Workers, public learn to save whales


by Chris Tobin

PrimePort Timaru staff were among trainees in a whale rescue course at Caroline Bay last week.

Project Jonah held a course for port staff as well as Department of Conservation (Doc) staff on Thursday, followed by another for the general public on Saturday.

“I think it’s quite new for the port staff but they have got keen after June with the whale rescue here,” Project Jonah general manager Daren Grover said.

“The Doc staff at Geraldine have to cover everything from the mountains to the sea. They’re upskilling some of their team as well.”

The course trained people to go into “autopilot” mode and follow correct procedure when coming across beached and distressed whales.

After an on-land backgrounder, participants took to the water for a more hands-on exercise handling a replica whale.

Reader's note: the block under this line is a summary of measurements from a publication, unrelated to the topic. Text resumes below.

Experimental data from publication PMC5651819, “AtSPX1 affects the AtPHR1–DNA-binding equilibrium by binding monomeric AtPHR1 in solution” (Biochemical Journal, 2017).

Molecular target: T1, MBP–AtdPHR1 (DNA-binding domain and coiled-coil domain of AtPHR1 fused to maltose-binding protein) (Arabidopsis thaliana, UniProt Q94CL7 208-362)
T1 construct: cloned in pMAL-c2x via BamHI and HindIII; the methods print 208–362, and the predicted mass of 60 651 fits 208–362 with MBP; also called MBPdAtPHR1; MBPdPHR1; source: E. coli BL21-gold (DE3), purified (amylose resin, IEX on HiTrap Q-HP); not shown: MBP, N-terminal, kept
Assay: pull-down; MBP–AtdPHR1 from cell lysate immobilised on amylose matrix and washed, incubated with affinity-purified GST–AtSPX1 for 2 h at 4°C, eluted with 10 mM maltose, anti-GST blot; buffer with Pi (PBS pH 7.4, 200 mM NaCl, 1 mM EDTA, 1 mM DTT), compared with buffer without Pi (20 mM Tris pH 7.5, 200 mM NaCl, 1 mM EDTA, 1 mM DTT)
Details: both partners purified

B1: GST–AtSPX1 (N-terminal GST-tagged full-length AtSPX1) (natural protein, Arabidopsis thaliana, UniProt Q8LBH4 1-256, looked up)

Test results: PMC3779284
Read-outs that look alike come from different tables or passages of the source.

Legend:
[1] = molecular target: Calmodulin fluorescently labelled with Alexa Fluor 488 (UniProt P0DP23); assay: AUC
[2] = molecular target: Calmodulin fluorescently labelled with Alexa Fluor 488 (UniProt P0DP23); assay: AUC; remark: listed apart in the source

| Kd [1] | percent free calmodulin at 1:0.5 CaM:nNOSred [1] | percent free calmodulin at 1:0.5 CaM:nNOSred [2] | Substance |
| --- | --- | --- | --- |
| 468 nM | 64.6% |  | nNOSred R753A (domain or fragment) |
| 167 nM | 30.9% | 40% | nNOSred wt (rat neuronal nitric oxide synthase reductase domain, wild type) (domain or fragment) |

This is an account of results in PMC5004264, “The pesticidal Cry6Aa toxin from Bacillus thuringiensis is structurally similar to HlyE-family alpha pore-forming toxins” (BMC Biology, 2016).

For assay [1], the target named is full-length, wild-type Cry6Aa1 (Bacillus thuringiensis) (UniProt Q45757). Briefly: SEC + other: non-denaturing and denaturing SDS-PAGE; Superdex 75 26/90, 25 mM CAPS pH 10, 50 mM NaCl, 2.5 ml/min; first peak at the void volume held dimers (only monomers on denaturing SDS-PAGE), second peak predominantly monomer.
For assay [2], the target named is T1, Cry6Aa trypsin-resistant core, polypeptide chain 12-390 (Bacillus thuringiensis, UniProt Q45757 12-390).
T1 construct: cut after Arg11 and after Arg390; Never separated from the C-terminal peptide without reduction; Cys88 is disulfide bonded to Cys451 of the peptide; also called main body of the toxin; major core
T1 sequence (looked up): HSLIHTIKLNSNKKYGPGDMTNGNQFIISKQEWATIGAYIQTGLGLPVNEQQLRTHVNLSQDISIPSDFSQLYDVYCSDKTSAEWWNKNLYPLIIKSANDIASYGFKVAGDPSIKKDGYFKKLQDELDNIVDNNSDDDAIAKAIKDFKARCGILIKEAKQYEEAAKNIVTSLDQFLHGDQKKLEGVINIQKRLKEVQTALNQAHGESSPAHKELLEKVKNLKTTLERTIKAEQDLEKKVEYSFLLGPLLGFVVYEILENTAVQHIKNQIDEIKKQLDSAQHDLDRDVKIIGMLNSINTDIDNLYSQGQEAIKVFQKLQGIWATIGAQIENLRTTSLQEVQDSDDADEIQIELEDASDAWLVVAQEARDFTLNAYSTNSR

“It’s important that people understand the complexity of strandings, why they happen and what they can do to help,” Mr Grover said.

On Saturday, 30 people took part in the course.

On a miserable day in June this year a dramatic scene unfolded on the beach at Caroline Bay after a large sperm whale became stranded.

Hundreds of people watched as a fishing boat with a mooring line and a strop around the whale’s body attempted to pull it into the water.

This failed and the rescuers lost the tide. The rescue went on throughout the day. Diggers were then sent in and maintained a line on the whale into the evening.

At 6.30pm, as the tide came in, the whale unstuck itself from the sand, and from there it was shepherded past the North Mole by the Coastguard before slipping into deeper water.

It was only the third successful refloating of a sperm whale in New Zealand, Mr Grover said.

Careful…Rescuers work to move the whale into deeper water. PHOTO: CHRIS TOBIN
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